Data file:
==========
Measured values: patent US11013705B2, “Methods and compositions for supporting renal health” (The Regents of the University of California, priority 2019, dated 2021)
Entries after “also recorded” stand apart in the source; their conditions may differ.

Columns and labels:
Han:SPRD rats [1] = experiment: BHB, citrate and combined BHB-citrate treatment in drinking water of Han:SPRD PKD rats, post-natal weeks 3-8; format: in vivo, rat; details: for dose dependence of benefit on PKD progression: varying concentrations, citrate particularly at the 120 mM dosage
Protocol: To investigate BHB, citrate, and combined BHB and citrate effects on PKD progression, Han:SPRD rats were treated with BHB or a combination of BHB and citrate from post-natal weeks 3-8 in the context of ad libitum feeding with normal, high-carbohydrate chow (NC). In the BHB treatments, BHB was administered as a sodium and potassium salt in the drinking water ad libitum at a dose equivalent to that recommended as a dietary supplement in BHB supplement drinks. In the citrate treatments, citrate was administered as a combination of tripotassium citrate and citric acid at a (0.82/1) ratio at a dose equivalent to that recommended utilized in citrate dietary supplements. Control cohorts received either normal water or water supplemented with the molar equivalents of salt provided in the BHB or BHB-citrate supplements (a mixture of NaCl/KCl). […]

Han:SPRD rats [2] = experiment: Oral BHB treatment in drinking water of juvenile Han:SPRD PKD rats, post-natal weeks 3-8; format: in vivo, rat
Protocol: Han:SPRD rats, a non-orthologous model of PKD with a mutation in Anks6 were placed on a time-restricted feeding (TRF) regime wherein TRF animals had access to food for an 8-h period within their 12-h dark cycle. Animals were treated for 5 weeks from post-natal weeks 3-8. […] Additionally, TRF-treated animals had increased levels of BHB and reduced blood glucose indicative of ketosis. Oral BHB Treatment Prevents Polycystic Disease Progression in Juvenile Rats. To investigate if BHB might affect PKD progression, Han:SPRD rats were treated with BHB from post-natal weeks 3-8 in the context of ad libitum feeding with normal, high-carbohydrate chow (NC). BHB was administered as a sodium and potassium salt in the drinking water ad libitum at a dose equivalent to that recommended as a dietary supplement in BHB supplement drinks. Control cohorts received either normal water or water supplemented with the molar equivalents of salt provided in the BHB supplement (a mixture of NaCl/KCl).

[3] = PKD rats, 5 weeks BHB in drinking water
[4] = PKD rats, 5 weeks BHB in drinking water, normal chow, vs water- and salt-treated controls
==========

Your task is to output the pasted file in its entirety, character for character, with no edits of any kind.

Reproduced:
Measured values: patent US11013705B2, “Methods and compositions for supporting renal health” (The Regents of the University of California, priority 2019, dated 2021)
Entries after “also recorded” stand apart in the source; their conditions may differ.

Columns and labels:
Han:SPRD rats [1] = experiment: BHB, citrate and combined BHB-citrate treatment in drinking water of Han:SPRD PKD rats, post-natal weeks 3-8; format: in vivo, rat; details: for dose dependence of benefit on PKD progression: varying concentrations, citrate particularly at the 120 mM dosage
Protocol: To investigate BHB, citrate, and combined BHB and citrate effects on PKD progression, Han:SPRD rats were treated with BHB or a combination of BHB and citrate from post-natal weeks 3-8 in the context of ad libitum feeding with normal, high-carbohydrate chow (NC). In the BHB treatments, BHB was administered as a sodium and potassium salt in the drinking water ad libitum at a dose equivalent to that recommended as a dietary supplement in BHB supplement drinks. In the citrate treatments, citrate was administered as a combination of tripotassium citrate and citric acid at a (0.82/1) ratio at a dose equivalent to that recommended utilized in citrate dietary supplements. Control cohorts received either normal water or water supplemented with the molar equivalents of salt provided in the BHB or BHB-citrate supplements (a mixture of NaCl/KCl). […]

Han:SPRD rats [2] = experiment: Oral BHB treatment in drinking water of juvenile Han:SPRD PKD rats, post-natal weeks 3-8; format: in vivo, rat
Protocol: Han:SPRD rats, a non-orthologous model of PKD with a mutation in Anks6 were placed on a time-restricted feeding (TRF) regime wherein TRF animals had access to food for an 8-h period within their 12-h dark cycle. Animals were treated for 5 weeks from post-natal weeks 3-8. […] Additionally, TRF-treated animals had increased levels of BHB and reduced blood glucose indicative of ketosis. Oral BHB Treatment Prevents Polycystic Disease Progression in Juvenile Rats. To investigate if BHB might affect PKD progression, Han:SPRD rats were treated with BHB from post-natal weeks 3-8 in the context of ad libitum feeding with normal, high-carbohydrate chow (NC). BHB was administered as a sodium and potassium salt in the drinking water ad libitum at a dose equivalent to that recommended as a dietary supplement in BHB supplement drinks. Control cohorts received either normal water or water supplemented with the molar equivalents of salt provided in the BHB supplement (a mixture of NaCl/KCl).

[3] = PKD rats, 5 weeks BHB in drinking water
[4] = PKD rats, 5 weeks BHB in drinking water, normal chow, vs water- and salt-treated controls